Aurora Lakeland Medical Center volunteer celebrates 50 years of service

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Andrea Anderson
Sunday, March 30, 2014

ELKHORN—For 50 years Shirley Haase has roamed the hallways of Aurora Lakeland Medical Center as a devoted volunteer.

She began volunteering in March of 1964 when a few of her friends who volunteered invited her along.

Haase, now 85, thought it would be a great way to get out of the house.

She started her volunteer career at the visitor's desk at the old entrance of the hospital on County NN.

At that time only two visitors were allowed to visit a patient at a time. No children were allowed in the rooms.

“Once in a while we ended up babysitting down there,” Haase said with a chuckle.

At first she volunteered once a month or once every other month. Now she has a standing date with the hospital for three hours every Thursday.

In her various roles as a volunteer, Haase has kept an eye on the gift shop and pushed a gift cart.

The cart had candy, writing supplies, and other items patients may have needed. 

Haase recalled a time she was pushing the cart and a patient asked for candy.

“He tried to con me into that and I wouldn't let him. I said nah-ah you can't do that,” Haase said.

Volunteers would have to check with a nurse before giving candy to a patient. Sure enough, this patient wasn't allowed to have any.

On Thursdays Haase can be seen working the front desk or escorting patients and visitors around the hospital.

Her favorite moments are when people say they are grateful for the work the volunteers do.

“A lot of the patients we bring down from same-day surgery are in very much pain and we try to visit with them, if they want to visit.” Haase said. “If they don't, we just sit with them until their ride comes. I think that's the most important thing – (to) just console the patients when they're not feeling well.”

During her 50 years at the hospital, Haase was a member of the hospital's scholarship committee. The scholarships are awarded to students pursuing a medical career.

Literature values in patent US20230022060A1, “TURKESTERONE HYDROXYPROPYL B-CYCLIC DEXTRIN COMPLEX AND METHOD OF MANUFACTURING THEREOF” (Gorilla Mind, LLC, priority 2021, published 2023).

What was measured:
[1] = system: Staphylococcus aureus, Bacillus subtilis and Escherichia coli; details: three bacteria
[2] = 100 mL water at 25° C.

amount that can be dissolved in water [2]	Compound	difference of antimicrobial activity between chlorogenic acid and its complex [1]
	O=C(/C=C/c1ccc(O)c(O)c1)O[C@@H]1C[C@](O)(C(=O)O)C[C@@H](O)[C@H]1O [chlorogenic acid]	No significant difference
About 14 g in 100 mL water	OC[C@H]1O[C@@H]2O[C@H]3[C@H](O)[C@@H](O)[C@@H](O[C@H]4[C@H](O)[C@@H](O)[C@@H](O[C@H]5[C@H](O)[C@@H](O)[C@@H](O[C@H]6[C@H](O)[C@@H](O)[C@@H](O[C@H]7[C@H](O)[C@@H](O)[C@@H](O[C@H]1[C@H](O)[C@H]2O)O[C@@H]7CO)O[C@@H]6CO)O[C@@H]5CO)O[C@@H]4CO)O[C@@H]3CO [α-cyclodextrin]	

Haase prefers working with patients over committees, she said, and plans on doing so for as long as she is able.

“I'm going to stay working until I can't push the wheelchairs anymore, if that's at all possible, hopefully I can do that,” Haase said.

She also volunteers at the Lake Geneva Red Cross Blood Bank, is a member of the Garden Club in Genoa City where she lives, and sings in the choir at her church.

“It's good for people to get busy and when you sit down you don't accomplish anything and a lot of people sit down when they retire and you know what happens? They don't last very long,” Haase said.

At the hospital on March 18 family, friends, fellow volunteers and employees recognized Haase for her volunteer work with a party.

Gail Wolf, another volunteer, described Haase as "amazing."

“It's unusual that someone would be well enough to do it for that long,” Wolf said. “Usually you either get ill or just become too old.”

Haase said her children, grandchildren and great-grandchildren attended the party and gave her 50 roses.

“It was very heartwarming and I was floating on air,” Haase said. “I was very grateful and I hope I can still do this, and I hope I can live up to that honor because I thoroughly enjoy it.”

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